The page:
CALGARY — The Criminal Trial Lawyers' Association is criticizing what it calls the de-facto expulsion of a University of Calgary student convicted of a sexual offence.
"It flies in the face of the University of Calgary's discipline policies," the association has written in an open letter to the university's board of governors.
"It is an act of cowardice and a denial of fundamental due process."
Connor Neurauter pleaded guilty to sexual interference with a minor in Kamloops, B.C., in November and was sentenced earlier this month to 90 days in jail.
The case stoked outrage because the judge allowed him to delay all but one day of his sentence to May 4 — once Neurauter had completed his semester at the university.
The university has said it does not have the grounds to outright expel the 21-year-old student because the offence took place before he was a student. But provost Dru Marshall said Neurauter has been advised not to return this semester and added that he would be escorted off campus by security if he tried.
Marshall said earlier this month that safety concerns factored into the decision, in part because of unspecified online threats against Neurauter.
The lawyers' group says if there were concerns around Neurauter's safety, the university should have worked with the Calgary Police Service to ensure it.
"Vague 'security concerns' should not be used as a means of intimidating unpopular students into leaving the university," the association writes in the letter.
"Sadly, it appears the University of Calgary has succumbed to the pressures of the online lynch mob."
Kamloops This Week reported from court that Neurauter, a former junior hockey goaltender, obtained nude photos from a 13-year-old girl and threatened to show them to her family. The court heard Neurauter was 18 when he and the girl had a brief relationship.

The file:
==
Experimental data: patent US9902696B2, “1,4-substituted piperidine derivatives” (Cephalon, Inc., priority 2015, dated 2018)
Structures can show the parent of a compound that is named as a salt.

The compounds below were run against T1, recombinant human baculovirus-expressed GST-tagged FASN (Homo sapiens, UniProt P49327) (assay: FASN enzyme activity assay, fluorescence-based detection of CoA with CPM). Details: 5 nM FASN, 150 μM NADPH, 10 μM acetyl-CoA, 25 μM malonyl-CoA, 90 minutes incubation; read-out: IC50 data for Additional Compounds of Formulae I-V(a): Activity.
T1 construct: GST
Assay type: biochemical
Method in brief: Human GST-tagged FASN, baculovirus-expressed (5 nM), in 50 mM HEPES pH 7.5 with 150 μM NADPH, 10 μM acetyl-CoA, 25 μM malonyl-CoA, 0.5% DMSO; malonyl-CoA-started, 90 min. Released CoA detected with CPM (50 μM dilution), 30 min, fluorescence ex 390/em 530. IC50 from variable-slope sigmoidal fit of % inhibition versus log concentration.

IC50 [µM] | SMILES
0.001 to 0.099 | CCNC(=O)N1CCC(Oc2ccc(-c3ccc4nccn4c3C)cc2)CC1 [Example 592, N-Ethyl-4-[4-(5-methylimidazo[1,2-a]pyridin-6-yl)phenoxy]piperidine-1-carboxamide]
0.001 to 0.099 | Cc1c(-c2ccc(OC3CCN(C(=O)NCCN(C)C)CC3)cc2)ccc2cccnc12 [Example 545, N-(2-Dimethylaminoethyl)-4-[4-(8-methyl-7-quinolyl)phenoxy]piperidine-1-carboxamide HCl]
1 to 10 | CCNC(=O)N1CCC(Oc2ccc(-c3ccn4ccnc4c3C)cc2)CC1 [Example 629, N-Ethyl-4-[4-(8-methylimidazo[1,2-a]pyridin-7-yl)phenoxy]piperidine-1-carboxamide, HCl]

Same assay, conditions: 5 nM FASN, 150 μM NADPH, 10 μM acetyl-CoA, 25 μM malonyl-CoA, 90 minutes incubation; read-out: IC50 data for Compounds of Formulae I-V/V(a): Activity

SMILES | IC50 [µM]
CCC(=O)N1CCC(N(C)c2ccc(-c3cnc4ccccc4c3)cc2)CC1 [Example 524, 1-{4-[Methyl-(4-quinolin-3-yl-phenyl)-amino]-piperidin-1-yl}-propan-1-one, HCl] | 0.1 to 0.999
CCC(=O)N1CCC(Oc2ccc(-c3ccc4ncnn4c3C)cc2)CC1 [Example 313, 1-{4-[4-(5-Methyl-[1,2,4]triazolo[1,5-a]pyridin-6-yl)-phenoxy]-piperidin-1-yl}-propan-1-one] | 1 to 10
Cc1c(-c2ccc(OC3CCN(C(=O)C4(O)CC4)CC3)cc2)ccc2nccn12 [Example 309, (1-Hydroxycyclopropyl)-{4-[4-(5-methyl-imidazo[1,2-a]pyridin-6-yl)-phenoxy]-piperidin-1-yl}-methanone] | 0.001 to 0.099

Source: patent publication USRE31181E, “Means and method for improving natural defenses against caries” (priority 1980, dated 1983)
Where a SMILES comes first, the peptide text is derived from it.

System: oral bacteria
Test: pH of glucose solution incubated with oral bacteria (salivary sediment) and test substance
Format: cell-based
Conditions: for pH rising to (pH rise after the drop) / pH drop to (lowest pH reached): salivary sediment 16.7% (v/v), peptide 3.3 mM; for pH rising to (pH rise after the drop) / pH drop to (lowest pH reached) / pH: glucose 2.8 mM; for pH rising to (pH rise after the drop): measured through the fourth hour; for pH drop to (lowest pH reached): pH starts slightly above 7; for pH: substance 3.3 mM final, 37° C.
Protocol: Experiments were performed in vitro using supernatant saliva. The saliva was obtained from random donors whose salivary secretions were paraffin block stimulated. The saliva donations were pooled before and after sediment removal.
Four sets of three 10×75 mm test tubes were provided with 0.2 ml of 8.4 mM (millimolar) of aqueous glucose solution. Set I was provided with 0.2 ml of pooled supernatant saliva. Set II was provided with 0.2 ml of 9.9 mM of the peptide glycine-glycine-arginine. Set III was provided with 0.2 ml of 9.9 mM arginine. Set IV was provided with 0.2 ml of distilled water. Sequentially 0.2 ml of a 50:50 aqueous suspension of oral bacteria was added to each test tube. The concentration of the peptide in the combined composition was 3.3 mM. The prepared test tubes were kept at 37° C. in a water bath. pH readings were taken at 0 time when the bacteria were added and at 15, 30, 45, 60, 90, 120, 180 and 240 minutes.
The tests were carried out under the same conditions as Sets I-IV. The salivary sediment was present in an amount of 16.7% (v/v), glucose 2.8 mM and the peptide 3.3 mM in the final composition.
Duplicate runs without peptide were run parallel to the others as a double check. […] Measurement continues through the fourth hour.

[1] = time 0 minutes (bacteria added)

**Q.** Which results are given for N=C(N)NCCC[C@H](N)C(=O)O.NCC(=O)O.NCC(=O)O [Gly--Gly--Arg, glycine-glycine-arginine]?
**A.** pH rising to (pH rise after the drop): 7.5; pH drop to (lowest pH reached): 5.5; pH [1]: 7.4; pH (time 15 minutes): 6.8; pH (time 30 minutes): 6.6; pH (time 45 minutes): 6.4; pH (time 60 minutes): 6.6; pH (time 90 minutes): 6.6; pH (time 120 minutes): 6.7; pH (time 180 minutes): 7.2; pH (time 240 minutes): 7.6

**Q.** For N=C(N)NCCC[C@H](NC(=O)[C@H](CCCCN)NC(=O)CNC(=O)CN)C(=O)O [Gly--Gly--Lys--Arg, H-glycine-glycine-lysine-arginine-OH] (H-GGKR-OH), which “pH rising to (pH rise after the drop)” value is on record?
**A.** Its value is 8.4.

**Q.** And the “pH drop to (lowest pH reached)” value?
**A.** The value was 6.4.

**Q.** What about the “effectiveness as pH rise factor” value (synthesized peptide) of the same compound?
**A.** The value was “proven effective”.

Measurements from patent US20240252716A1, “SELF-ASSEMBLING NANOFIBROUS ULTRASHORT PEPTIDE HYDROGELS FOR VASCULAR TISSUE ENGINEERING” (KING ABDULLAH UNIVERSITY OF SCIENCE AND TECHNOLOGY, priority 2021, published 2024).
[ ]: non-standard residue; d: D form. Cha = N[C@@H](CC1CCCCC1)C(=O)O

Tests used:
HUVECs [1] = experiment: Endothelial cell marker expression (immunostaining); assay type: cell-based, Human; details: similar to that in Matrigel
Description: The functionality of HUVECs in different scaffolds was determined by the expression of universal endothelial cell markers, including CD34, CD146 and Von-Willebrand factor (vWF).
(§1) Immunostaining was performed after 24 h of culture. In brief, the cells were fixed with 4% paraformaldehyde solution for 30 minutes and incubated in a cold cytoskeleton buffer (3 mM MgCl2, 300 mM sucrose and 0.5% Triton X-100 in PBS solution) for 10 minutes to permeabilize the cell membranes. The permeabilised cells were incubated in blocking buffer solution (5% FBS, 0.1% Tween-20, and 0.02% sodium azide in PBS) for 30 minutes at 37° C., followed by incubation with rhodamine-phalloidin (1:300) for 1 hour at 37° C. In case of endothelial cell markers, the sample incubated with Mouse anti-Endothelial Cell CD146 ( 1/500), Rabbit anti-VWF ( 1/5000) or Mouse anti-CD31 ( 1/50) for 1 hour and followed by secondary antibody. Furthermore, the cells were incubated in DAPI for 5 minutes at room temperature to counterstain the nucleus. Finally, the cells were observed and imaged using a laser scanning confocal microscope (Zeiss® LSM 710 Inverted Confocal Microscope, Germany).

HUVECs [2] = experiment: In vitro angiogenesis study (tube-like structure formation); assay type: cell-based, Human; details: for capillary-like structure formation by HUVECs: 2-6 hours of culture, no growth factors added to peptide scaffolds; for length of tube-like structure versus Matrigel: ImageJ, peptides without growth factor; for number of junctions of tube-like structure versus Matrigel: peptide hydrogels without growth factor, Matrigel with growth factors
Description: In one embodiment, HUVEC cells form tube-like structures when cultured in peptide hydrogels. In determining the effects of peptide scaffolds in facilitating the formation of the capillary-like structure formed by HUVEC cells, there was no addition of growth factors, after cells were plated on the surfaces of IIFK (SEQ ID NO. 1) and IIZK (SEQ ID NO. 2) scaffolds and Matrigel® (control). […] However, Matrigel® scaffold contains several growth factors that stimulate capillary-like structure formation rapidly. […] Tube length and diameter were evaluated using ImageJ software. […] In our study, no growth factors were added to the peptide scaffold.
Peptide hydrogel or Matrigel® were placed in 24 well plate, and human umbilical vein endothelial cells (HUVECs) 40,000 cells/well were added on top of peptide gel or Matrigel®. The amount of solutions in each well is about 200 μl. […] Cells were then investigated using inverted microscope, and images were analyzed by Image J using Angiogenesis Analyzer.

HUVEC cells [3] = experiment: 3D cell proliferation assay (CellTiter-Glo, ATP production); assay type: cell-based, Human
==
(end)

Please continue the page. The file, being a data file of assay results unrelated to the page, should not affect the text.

The trial lawyers' association said it does not defend Neurauter's criminal acts, but questioned whether he should be branded an offender forever or be given the opportunity to reintegrate into society.
"Allowing Mr. Neurauter to continue his education does not hurt society — it helps it," the letter says.
"Of all places, an institution of higher learning should understand the redemptive power of education."
President Daniel Chivers said in an interview that the lawyers' association has had no contact with Neurauter's family, but felt the need to speak out because the case raises broader issues.
"Our membership was, as this unfolded, extremely interested in the case and disgusted by how it transpired," he said Monday.
"We feel this sets a tremendously bad precedent. Institutes of higher learning are inclusive places of learning and they should be fighting for Connor as opposed to giving him a de-facto expulsion."
Lauren Krugel, The Canadian Press